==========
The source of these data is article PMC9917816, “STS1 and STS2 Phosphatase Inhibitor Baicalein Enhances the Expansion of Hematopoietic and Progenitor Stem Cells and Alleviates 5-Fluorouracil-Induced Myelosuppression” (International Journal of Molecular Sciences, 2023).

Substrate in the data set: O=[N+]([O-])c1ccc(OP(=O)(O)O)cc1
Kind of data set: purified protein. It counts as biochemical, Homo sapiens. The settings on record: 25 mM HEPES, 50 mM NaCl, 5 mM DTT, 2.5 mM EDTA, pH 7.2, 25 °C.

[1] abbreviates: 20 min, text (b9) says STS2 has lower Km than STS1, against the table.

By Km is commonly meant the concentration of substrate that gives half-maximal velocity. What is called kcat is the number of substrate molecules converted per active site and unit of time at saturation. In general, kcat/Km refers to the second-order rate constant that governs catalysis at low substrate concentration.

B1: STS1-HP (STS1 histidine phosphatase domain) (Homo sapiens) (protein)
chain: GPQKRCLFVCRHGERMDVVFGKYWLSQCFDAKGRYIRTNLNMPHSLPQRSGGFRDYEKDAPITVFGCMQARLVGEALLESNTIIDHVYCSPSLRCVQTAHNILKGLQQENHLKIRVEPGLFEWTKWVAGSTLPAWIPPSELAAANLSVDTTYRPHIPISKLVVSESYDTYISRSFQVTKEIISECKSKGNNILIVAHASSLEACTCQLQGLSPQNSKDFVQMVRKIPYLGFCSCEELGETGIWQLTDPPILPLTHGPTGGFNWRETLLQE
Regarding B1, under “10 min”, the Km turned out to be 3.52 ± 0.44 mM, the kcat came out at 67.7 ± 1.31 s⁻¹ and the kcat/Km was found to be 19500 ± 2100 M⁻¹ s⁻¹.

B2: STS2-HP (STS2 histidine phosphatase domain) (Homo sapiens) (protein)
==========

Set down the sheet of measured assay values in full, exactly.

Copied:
The source of these data is article PMC9917816, “STS1 and STS2 Phosphatase Inhibitor Baicalein Enhances the Expansion of Hematopoietic and Progenitor Stem Cells and Alleviates 5-Fluorouracil-Induced Myelosuppression” (International Journal of Molecular Sciences, 2023).

Substrate in the data set: O=[N+]([O-])c1ccc(OP(=O)(O)O)cc1
Kind of data set: purified protein. It counts as biochemical, Homo sapiens. The settings on record: 25 mM HEPES, 50 mM NaCl, 5 mM DTT, 2.5 mM EDTA, pH 7.2, 25 °C.

[1] abbreviates: 20 min, text (b9) says STS2 has lower Km than STS1, against the table.

By Km is commonly meant the concentration of substrate that gives half-maximal velocity. What is called kcat is the number of substrate molecules converted per active site and unit of time at saturation. In general, kcat/Km refers to the second-order rate constant that governs catalysis at low substrate concentration.

B1: STS1-HP (STS1 histidine phosphatase domain) (Homo sapiens) (protein)
chain: GPQKRCLFVCRHGERMDVVFGKYWLSQCFDAKGRYIRTNLNMPHSLPQRSGGFRDYEKDAPITVFGCMQARLVGEALLESNTIIDHVYCSPSLRCVQTAHNILKGLQQENHLKIRVEPGLFEWTKWVAGSTLPAWIPPSELAAANLSVDTTYRPHIPISKLVVSESYDTYISRSFQVTKEIISECKSKGNNILIVAHASSLEACTCQLQGLSPQNSKDFVQMVRKIPYLGFCSCEELGETGIWQLTDPPILPLTHGPTGGFNWRETLLQE
Regarding B1, under “10 min”, the Km turned out to be 3.52 ± 0.44 mM, the kcat came out at 67.7 ± 1.31 s⁻¹ and the kcat/Km was found to be 19500 ± 2100 M⁻¹ s⁻¹.

B2: STS2-HP (STS2 histidine phosphatase domain) (Homo sapiens) (protein)